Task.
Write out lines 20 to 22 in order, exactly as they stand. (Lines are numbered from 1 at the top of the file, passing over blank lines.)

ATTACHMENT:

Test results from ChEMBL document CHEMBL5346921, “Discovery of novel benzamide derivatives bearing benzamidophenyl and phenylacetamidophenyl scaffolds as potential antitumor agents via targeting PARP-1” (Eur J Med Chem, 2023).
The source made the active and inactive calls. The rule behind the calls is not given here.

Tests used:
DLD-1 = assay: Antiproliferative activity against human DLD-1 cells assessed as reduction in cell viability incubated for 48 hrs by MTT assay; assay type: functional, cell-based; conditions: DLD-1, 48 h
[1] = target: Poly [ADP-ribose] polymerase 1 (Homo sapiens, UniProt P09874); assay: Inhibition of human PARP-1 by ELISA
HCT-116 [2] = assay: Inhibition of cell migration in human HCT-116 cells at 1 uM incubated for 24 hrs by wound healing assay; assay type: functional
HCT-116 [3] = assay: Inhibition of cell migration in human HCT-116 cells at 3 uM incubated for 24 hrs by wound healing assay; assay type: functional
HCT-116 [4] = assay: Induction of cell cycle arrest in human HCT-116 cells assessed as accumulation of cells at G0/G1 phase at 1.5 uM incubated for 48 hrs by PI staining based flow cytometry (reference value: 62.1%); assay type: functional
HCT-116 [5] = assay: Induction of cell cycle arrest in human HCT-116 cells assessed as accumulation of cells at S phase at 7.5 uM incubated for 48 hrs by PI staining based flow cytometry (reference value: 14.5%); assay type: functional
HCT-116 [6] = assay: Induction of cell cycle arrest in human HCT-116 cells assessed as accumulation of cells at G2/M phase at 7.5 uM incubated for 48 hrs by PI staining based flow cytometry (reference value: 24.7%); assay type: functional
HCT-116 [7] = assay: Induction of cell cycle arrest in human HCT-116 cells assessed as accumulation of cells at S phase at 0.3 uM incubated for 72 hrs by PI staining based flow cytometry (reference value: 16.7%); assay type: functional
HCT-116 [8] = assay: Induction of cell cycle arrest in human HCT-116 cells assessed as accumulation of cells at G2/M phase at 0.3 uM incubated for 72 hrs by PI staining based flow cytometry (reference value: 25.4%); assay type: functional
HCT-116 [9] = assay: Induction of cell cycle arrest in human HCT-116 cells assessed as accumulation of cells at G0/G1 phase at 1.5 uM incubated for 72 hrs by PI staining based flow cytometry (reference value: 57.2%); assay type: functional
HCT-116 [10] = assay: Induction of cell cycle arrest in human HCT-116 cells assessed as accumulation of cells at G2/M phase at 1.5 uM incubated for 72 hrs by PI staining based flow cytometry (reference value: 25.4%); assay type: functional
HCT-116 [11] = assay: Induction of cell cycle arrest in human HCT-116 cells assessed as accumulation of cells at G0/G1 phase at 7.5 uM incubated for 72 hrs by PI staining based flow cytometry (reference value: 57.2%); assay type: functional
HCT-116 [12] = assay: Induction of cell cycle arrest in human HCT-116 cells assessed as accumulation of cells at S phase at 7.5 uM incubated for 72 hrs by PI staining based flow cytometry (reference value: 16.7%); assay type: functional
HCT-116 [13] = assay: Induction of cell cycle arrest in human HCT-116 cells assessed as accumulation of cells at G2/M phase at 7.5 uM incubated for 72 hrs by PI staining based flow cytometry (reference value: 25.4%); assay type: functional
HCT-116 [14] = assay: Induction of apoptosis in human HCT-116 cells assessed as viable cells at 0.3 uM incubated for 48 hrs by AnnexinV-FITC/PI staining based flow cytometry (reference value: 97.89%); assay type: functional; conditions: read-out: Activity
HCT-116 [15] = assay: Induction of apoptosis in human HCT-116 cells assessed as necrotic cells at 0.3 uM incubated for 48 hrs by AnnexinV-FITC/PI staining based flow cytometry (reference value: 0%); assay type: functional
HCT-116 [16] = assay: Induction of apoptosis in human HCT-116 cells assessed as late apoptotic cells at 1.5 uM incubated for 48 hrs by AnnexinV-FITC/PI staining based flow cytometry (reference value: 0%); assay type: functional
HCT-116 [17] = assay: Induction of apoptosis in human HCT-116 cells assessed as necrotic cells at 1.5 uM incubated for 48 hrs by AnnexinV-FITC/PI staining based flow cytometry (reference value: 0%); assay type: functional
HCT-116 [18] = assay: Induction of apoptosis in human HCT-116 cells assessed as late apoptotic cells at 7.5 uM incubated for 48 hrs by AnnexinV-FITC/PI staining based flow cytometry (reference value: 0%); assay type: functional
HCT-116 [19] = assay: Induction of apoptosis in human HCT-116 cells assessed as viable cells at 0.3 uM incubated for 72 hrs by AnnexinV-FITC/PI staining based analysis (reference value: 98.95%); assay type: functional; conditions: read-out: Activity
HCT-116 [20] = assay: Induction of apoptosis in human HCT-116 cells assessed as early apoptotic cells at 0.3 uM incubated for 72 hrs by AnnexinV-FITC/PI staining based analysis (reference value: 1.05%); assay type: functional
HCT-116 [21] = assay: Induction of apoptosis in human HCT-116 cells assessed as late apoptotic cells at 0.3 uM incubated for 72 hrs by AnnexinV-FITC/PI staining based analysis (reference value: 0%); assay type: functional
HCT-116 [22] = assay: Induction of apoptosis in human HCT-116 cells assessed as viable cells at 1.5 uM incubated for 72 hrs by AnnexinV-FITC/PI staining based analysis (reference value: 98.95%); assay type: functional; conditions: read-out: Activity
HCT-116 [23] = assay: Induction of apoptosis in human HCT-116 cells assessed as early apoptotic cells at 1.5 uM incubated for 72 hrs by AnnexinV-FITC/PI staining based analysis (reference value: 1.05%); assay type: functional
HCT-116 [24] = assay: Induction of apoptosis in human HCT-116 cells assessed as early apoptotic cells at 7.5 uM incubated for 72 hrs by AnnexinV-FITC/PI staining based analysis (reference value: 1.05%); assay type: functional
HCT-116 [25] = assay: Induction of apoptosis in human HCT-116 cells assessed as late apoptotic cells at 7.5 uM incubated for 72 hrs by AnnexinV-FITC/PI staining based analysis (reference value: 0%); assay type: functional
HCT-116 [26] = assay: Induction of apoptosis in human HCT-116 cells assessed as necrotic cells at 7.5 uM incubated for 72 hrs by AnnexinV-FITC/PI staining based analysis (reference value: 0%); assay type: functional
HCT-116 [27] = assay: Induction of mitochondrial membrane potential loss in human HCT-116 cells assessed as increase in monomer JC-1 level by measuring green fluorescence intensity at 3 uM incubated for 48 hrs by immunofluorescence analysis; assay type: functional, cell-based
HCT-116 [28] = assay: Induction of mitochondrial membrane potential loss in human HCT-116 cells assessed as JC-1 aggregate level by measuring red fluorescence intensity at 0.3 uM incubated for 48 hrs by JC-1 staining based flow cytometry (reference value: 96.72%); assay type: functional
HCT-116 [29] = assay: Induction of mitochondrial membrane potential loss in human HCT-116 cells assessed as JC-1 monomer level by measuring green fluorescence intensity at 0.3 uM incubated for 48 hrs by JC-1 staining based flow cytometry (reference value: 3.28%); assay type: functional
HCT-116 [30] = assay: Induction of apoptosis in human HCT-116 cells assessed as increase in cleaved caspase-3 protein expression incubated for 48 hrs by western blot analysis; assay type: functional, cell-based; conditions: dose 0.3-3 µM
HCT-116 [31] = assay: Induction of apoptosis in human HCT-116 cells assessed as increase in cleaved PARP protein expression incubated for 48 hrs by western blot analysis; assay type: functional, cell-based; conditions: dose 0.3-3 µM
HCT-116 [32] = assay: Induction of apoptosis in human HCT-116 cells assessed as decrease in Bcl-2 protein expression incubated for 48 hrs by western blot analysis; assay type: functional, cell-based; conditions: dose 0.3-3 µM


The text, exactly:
HCT-116 [16] = assay: Induction of apoptosis in human HCT-116 cells assessed as late apoptotic cells at 1.5 uM incubated for 48 hrs by AnnexinV-FITC/PI staining based flow cytometry (reference value: 0%); assay type: functional
HCT-116 [17] = assay: Induction of apoptosis in human HCT-116 cells assessed as necrotic cells at 1.5 uM incubated for 48 hrs by AnnexinV-FITC/PI staining based flow cytometry (reference value: 0%); assay type: functional
HCT-116 [18] = assay: Induction of apoptosis in human HCT-116 cells assessed as late apoptotic cells at 7.5 uM incubated for 48 hrs by AnnexinV-FITC/PI staining based flow cytometry (reference value: 0%); assay type: functional